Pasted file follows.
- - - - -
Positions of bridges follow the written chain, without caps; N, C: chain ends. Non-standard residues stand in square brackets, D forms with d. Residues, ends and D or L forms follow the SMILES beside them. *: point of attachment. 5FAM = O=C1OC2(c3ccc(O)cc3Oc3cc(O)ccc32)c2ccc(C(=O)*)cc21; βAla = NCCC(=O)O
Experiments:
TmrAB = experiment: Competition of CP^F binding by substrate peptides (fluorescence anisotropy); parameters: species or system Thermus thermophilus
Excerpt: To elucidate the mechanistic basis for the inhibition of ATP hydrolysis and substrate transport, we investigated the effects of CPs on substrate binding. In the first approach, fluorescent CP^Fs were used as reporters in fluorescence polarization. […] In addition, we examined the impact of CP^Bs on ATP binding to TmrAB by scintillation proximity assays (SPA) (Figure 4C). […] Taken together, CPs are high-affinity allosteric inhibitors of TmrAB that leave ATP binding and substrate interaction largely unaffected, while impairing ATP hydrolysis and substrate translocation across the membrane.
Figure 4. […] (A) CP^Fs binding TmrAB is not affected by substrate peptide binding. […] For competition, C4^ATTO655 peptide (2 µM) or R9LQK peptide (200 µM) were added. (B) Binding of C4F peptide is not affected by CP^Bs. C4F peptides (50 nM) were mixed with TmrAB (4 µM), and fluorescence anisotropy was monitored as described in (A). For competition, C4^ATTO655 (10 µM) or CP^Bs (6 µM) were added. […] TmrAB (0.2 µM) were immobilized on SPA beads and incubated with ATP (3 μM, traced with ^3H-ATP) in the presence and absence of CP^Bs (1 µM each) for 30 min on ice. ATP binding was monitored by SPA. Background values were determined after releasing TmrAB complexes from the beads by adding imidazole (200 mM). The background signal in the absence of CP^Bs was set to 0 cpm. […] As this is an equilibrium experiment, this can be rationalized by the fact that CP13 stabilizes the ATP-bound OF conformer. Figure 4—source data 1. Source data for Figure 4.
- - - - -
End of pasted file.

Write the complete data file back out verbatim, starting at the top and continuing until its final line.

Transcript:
Positions of bridges follow the written chain, without caps; N, C: chain ends. Non-standard residues stand in square brackets, D forms with d. Residues, ends and D or L forms follow the SMILES beside them. *: point of attachment. 5FAM = O=C1OC2(c3ccc(O)cc3Oc3cc(O)ccc32)c2ccc(C(=O)*)cc21; βAla = NCCC(=O)O
Experiments:
TmrAB = experiment: Competition of CP^F binding by substrate peptides (fluorescence anisotropy); parameters: species or system Thermus thermophilus
Excerpt: To elucidate the mechanistic basis for the inhibition of ATP hydrolysis and substrate transport, we investigated the effects of CPs on substrate binding. In the first approach, fluorescent CP^Fs were used as reporters in fluorescence polarization. […] In addition, we examined the impact of CP^Bs on ATP binding to TmrAB by scintillation proximity assays (SPA) (Figure 4C). […] Taken together, CPs are high-affinity allosteric inhibitors of TmrAB that leave ATP binding and substrate interaction largely unaffected, while impairing ATP hydrolysis and substrate translocation across the membrane.
Figure 4. […] (A) CP^Fs binding TmrAB is not affected by substrate peptide binding. […] For competition, C4^ATTO655 peptide (2 µM) or R9LQK peptide (200 µM) were added. (B) Binding of C4F peptide is not affected by CP^Bs. C4F peptides (50 nM) were mixed with TmrAB (4 µM), and fluorescence anisotropy was monitored as described in (A). For competition, C4^ATTO655 (10 µM) or CP^Bs (6 µM) were added. […] TmrAB (0.2 µM) were immobilized on SPA beads and incubated with ATP (3 μM, traced with ^3H-ATP) in the presence and absence of CP^Bs (1 µM each) for 30 min on ice. ATP binding was monitored by SPA. Background values were determined after releasing TmrAB complexes from the beads by adding imidazole (200 mM). The background signal in the absence of CP^Bs was set to 0 cpm. […] As this is an equilibrium experiment, this can be rationalized by the fact that CP13 stabilizes the ATP-bound OF conformer. Figure 4—source data 1. Source data for Figure 4.